How Africa Might Feed Itself
`WHO says Africa can't feed itself?'' shouts Gus Nilsson as the 6 ft., 4 in. Swedish farmer strides through rows of lush fruits and vegetables on his five-hectare (12 1/2-acre) nursery in dry Botswana. Mr. Nilsson believes not only that Africa doesn't need industrialization and mechanization to succeed, but that those popular development strategies will only ensure its demise.Skip to next paragraph
Subscribe Today to the Monitor
``Rich countries want to mechanize Africa, but it's too expensive for these nations,'' he says. ``It has to be subsidized and the governments have to go begging to the World Bank and International Monetary Fund. Africa can never stand on its own feet if it mechanizes, because it will always be dependent on the outside. With my methods you can develop horticulture without imported machinery and then not have inflation.''
Nilsson is not just an idealist. E.F. Schumacher proposed 16 years ago in his book ``Small is Beautiful: A Study of Economics As If People Mattered'' that people of developing countries should not be put into factories but rather should work at home, grow their own food, and provide for their needs without disrupting their traditional life styles. Nilsson not only espouses the same philosophy but also has a detailed blueprint of how everyone in Africa can stay away from cities and assembly-line jobs.
It's called ``the productive homestead.''
``What I'm thinking of is not employment but self-employment, the system that Africa has had for thousands of years,'' he explains.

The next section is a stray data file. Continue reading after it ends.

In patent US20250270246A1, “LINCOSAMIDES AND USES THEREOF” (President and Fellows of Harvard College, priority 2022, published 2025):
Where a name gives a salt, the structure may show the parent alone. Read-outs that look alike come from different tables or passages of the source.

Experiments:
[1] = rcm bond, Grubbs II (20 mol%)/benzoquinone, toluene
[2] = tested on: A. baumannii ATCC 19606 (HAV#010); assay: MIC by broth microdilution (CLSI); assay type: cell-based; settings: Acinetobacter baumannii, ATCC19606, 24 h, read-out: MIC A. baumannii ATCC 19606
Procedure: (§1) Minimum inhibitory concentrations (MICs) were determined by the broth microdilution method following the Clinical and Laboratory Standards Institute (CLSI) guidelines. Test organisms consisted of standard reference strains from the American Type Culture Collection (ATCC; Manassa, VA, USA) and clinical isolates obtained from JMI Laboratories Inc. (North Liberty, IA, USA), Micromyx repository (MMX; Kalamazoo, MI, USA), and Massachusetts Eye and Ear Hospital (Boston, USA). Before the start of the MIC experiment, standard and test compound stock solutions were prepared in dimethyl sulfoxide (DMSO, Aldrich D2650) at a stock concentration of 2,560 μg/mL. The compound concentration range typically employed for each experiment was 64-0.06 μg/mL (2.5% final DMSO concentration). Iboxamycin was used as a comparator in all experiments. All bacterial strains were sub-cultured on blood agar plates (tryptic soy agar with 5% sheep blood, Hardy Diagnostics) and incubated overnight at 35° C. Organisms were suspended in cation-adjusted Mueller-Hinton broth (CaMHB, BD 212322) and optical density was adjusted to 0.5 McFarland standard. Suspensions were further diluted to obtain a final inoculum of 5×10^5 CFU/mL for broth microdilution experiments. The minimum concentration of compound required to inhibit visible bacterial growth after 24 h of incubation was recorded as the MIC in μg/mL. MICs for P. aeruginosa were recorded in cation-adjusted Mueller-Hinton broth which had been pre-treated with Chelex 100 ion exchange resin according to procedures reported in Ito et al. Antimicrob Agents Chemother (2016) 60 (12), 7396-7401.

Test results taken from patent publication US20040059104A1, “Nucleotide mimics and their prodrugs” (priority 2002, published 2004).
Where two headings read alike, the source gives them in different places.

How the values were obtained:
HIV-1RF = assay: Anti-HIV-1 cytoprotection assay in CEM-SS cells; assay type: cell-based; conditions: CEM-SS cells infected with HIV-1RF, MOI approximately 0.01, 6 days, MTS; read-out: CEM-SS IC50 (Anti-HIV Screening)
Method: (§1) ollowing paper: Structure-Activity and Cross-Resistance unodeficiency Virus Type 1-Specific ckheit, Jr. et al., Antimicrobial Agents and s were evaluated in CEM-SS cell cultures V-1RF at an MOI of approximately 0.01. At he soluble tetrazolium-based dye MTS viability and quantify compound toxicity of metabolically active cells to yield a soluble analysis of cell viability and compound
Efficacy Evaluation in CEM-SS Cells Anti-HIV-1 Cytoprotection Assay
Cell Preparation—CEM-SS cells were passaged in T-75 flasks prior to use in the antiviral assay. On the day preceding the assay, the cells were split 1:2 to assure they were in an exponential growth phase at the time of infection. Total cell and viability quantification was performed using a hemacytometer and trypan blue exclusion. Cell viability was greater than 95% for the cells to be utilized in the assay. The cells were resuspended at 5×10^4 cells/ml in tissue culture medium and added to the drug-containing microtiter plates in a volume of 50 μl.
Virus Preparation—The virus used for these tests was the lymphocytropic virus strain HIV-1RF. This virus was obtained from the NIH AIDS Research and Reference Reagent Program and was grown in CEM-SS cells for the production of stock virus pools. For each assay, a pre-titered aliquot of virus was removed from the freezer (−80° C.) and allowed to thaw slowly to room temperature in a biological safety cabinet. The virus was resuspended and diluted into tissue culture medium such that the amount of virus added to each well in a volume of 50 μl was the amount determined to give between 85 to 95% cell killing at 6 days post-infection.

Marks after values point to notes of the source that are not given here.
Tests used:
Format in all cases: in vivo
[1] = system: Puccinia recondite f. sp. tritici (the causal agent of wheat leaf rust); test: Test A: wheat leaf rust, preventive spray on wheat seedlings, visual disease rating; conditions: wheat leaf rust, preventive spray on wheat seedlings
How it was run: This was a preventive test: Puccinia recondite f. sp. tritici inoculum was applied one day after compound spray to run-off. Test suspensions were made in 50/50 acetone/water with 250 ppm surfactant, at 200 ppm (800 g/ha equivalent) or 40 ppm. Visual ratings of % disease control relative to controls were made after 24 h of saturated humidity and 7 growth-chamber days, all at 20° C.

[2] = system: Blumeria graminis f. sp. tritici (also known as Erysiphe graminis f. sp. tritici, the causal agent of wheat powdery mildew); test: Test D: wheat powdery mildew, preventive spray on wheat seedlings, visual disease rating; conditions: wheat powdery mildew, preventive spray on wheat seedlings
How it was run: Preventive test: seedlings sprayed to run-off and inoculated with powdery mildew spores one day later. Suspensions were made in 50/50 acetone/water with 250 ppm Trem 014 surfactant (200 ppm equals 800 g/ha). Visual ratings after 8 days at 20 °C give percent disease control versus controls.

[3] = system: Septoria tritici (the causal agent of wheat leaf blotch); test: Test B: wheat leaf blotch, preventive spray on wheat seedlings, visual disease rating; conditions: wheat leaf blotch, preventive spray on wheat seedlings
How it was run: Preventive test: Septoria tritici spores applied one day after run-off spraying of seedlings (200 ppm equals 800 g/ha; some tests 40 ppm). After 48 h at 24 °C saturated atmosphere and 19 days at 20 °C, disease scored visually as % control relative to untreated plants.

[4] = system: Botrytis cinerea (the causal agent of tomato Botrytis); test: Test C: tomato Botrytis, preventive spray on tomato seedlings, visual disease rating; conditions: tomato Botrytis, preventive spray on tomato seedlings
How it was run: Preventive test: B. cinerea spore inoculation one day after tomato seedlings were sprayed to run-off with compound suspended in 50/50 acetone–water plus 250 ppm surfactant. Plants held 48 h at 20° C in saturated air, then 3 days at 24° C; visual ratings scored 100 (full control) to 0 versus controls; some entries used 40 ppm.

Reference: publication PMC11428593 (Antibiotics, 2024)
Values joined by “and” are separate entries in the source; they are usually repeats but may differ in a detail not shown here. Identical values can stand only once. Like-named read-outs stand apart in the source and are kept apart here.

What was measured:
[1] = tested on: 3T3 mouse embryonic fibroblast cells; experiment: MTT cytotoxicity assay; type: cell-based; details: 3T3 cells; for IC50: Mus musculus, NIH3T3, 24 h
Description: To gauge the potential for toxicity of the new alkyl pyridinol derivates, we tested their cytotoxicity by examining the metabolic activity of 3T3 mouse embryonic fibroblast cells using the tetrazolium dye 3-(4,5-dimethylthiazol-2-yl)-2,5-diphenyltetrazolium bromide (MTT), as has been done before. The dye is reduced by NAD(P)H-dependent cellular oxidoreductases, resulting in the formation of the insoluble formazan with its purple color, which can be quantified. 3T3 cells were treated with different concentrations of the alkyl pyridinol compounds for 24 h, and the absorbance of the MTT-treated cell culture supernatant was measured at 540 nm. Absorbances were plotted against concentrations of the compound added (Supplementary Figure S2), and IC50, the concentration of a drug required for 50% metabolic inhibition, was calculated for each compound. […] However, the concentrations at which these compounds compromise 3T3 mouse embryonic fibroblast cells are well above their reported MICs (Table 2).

It all starts with 1,000 square meters (about a quarter acre) of land. The owner uses one-third of it to build his house and the rest for crops, fish ponds, poultry, small industry, or whatever combination that will enable him or her (women are commonly heads of households in Africa) to feed himself, earn an income, and contribute to the community. Even the house itself is productive, with all of the walls containing built-in planters in which Nilsson grows everything from decorative ferns to lush tomatoes.
Nilsson is not just talk. He has proven his point here in Gaborone, the capital of Botswana, at his own homestead which is also a nationally known nursery called ``Sanitas: The Green Diamonds of Botswana.'' It offers produce, plants, and flowers.
He does not keep his success a secret. He writes to local leaders and international aid agencies about his idea. Even Soviet President Gorbachev can expect a letter any day now.
``If I could go to the farmers directly, I could do it tomorrow,'' he claims. ``But I have to convince the government, which has the capital.''
After 21 years in the country, his experiment is finally being repeated by Africans.
``Now it's coming, although slowly because of the government bureaucracy,'' he says confidently. ``Maybe in two or three years you will see a lot of this going on. Even other countries are becoming interested. The minister of agriculture from Zimbabwe was here and soon some people from Zambia will visit.''